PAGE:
Real partnerships a must for Closing the Gap

Reconciliation Australia has expressed its disappointment at the lack of progress under the Closing the Gap Strategy, following the Prime Minister’s report that found five of seven targets set by the Council of Australian Governments are not on track.

Karen Mundine, CEO of Reconciliation Australia, said her organisation was disappointed by the failure but remained hopeful that a bipartisan commitment to a greater First Nations’ voice in the planned refresh of the CTG would lead to more effective programs being delivered in partnership with communities.

“Aboriginal and Torres Strait Islander leaders and peak bodies have been demanding a greater say in the policy priorities, and design and implementation of programs around the CTG since its inception over a decade ago,” said Ms Mundine. “Today’s commitment by the Prime Minister, supported by the Opposition Leader, is welcome albeit overdue, and builds on the COAG commitment in December.

“It is simple common sense that people, who live each day with the problems CTG is trying to address, will have the greatest knowledge and understanding of the causes and solutions to these problems,” she said.

Ms Mundine said a recent national survey on community attitudes around reconciliation strongly supported an increased say by First Nations people in matters that affect them.

“Our 2018 Australian Reconciliation Barometer found that an overwhelming 95% of Australians agree that it is important for Aboriginal and Torres Strait Islander people to have a say in matters that affect them and around 60% believe more must be done by government departments to close the gap in areas of disadvantage.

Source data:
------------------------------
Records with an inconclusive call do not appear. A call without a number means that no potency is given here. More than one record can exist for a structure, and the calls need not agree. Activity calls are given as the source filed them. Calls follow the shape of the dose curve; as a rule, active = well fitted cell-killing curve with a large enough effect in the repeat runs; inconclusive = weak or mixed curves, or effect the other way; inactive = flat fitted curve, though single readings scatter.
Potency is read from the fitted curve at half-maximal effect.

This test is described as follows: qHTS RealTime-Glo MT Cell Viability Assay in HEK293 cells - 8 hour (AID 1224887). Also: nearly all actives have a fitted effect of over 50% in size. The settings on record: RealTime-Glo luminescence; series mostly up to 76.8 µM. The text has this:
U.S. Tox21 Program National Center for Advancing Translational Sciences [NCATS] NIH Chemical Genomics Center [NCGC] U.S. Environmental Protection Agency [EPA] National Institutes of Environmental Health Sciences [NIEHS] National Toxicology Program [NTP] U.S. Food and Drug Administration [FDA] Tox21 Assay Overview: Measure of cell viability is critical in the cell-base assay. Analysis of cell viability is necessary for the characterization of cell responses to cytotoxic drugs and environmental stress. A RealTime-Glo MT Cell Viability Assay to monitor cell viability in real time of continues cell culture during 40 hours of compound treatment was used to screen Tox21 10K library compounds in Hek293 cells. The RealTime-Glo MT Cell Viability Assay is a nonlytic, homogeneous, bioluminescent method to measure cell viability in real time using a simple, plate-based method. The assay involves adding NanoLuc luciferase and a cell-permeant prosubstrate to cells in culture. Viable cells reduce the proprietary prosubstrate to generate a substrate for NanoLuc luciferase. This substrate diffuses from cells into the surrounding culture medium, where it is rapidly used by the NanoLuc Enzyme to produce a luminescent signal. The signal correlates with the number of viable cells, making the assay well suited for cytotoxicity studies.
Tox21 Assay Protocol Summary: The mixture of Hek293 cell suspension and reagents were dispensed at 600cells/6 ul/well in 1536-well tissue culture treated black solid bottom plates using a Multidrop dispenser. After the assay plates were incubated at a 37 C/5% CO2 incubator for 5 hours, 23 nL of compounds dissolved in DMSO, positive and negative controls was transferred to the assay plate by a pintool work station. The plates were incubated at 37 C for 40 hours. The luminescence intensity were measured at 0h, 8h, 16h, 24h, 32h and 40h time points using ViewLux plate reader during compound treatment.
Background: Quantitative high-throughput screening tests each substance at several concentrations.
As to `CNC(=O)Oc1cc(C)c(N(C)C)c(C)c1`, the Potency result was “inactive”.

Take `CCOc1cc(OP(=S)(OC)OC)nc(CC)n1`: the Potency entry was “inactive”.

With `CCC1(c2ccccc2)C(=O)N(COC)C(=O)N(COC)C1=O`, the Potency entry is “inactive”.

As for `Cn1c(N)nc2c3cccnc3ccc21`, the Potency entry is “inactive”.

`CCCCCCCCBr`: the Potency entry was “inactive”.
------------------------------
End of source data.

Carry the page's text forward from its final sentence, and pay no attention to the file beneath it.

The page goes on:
“These figures prove that Australian Governments have a mandate from the Australian people to empower Aboriginal and Torres Strait Islander people with a greater voice to ensure effective policies and programs are developed and real change occurs.”

Ms Mundine said that in light of the 2018 Barometer results she was pleased that Opposition Leader, Bill Shorten, committed any future Labor Government to a referendum on a First Nation’s Voice to Parliament as proposed in the Uluru Statement.

Paul House with gum leaves and smoke
Paul Girrawah House

Paul Girrawah House has multiple First Nation ancestries from the South-East Canberra region, including the Ngambri-Ngurmal (Walgalu), Pajong (Gundungurra), Wallabollooa (Ngunnawal) and Erambie/Brungle (Wiradyuri) family groups.

Paul acknowledges his diverse First Nation history, he particularly identifies as a descendant of Onyong aka Jindoomang from Weereewaa (Lake George) and Henry ‘Black Harry’ Williams from Namadgi who were both multilingual, essentially Walgalu-Ngunnawal-Wiradjuri speaking warriors and Ngunnawal–Wallaballooa man William Lane aka ‘Billy the Bull’ - Murrjinille.

Paul was born at the old Canberra hospital in the centre of his ancestral country and strongly acknowledges his First Nation matriarch ancestors, in particular his mother Dr Aunty Matilda House-Williams and grandmother, Ms Pearl Simpson-Wedge.

Paul completed a Bachelor of Community Management from Macquarie University, and Graduate Certificate in Wiradjuri Language, Culture and Heritage and Management from CSU.

Paul provided the Welcome to Country for the 47th Opening of Federal Parliament in 2022. Paul is Board Director, Ngambri Local Aboriginal Land Council, Member Indigenous Reference Group, National Museum of Australia and Australian Government Voice Referendum Engagement Group.  

Paul works on country with the ANU, First Nations Portfolio as a Senior Community Engagement Officer

Acknowledgement of Country

Reconciliation Australia acknowledges Traditional Owners of Country throughout Australia and recognises the continuing  connection to lands, waters and communities. We pay our respect to Aboriginal and Torres Strait Islander cultures; and to Elders past and present. 

Aboriginal and Torres Strait Islander peoples should be aware that this website contains images or names of people who have passed away.

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